Australia Post’s decision to no longer deliver perishable food items has “devastated” producers around the country, many of whom rely solely on the service.

Key points:

  • On June 30, Australia Post will cease the delivery of various perishable items and small goods
  • Australia Post says it will meet with regulators and authorities to discuss the situation
  • For producers who rely on the service – including those who have pivoted online amid the pandemic – it’s a crushing blow

The government-owned company announced that from June 30 it would no longer carry items such as meats, seafood, eggs or frozen meals because of complex food safety and regulatory requirements across states and territories.

That is a heavy blow for growers like Victorian truffle producer Kristen Simpson, who sends 50 parcels a week through Australia Post, accounting for as much as 70 per cent of her sales.

“I’m devastated,” she said.

“Because truffles are perishable, we always pack them in little boxes of polystyrene with cold ice in order to keep the truffles as fresh as possible.

“We’d been using express post and have been very happy and confident in telling our customers that if they purchase fresh truffles, Australia Post will get it to them within a day or two.”

Ms Simpson said she was worried she would not be able to find an alternative distributor.

“I can only imagine that using a courier or other means of transport will be extremely expensive and not as reliable and not as efficient,” she said.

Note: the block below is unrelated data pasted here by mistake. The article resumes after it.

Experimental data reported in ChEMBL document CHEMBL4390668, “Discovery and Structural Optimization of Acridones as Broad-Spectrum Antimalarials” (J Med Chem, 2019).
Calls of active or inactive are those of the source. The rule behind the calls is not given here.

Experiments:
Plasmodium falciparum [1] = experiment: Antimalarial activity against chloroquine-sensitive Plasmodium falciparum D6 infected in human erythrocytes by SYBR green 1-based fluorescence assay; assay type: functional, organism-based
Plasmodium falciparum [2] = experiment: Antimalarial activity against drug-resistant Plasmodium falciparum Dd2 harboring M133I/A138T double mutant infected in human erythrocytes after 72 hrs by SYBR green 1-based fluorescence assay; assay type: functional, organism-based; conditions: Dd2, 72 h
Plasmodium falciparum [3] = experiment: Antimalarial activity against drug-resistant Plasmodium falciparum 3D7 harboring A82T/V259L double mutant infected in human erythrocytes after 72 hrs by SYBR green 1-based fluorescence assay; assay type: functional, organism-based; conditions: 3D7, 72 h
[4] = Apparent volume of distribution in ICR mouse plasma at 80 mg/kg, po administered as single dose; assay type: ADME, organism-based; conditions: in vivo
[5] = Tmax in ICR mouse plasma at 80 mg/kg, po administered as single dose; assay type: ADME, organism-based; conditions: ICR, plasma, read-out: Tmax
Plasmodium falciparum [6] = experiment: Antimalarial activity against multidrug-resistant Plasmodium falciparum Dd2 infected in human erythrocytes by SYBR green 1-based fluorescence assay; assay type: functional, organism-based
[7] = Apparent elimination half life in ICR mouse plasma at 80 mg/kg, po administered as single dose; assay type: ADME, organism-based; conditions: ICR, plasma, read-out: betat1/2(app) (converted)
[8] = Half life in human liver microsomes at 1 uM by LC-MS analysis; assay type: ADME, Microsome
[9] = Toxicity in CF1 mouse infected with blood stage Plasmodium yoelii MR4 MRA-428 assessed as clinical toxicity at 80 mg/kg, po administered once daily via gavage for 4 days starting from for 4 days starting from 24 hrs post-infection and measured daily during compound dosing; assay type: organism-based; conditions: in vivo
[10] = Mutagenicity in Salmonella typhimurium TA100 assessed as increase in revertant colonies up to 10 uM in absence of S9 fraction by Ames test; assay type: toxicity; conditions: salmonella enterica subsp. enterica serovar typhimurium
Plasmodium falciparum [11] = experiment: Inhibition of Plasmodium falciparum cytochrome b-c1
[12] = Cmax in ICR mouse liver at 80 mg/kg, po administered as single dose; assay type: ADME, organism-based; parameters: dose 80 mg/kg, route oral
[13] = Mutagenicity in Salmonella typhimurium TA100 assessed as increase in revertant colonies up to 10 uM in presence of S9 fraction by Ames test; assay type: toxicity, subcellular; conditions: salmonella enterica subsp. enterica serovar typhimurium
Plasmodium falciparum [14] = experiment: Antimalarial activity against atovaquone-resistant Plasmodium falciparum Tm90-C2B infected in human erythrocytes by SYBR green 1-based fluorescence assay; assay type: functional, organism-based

A man short hair and a large beard standing in front of tanks on a salmon farm.

Ben Pyka is hoping the decision gets reversed.(

ABC News: Jessica Moran

)

‘Get this sorted’

North Tasmanian salmon farm co-owner Ben Pyka, who sells hot-smoked salmon and spices, hopes the company will re-evaluate its decision.

“We probably send around $80,000 to $100,000 worth of freight in the mail with Australia Post per year,” he said.

“We as a business community had a meeting with Australia Post and suggested that they ask for a 12-month reprieve or moratorium, and that they go to each state regulator and have an open discussion about how to get this sorted.

“The government has been pushing to buy online and use COVID-safe delivery, so everyone is spending thousands upgrading their systems and now the only carrier specifically for Tasmanians – that has a door-to-door reach for all of Australia – can’t do that now.”

A dog in the cabin of a vehicle next to a stack of parcels.

Ms Simpson sends about 50 parcels a week through Australia Post.(

Supplied

)

Keiran Spencer, the general manager of the New South Wales-based Coolamon Cheese Co, said the company had shifted its focus online ahead of the pandemic.

“Now with Australia Post removing that service, it does limit our ability to move our product to a wide distribution at a price that’s fair and reasonable,” he said. 

“We are trialling a couple of other companies now, but because these are perishable items there’s no guarantee.

“It’s at your own risk.”

Australia Post in talks

In a statement Australia Post said it understood the impact of this decision on producers.

It said it was working with customers and industry regulators to determine a path forward.

This will include meeting with food safety regulators and health authorities to discuss the regulations imposed on Australia Post. 

It said the “carriage of perishable food requirements differ by state and include complex requirements on vehicle type, site and vehicle registration, licence maintenance, staff training and audit requirement”.

Producers ‘devastated’ as Australia Post delivers crushing blow
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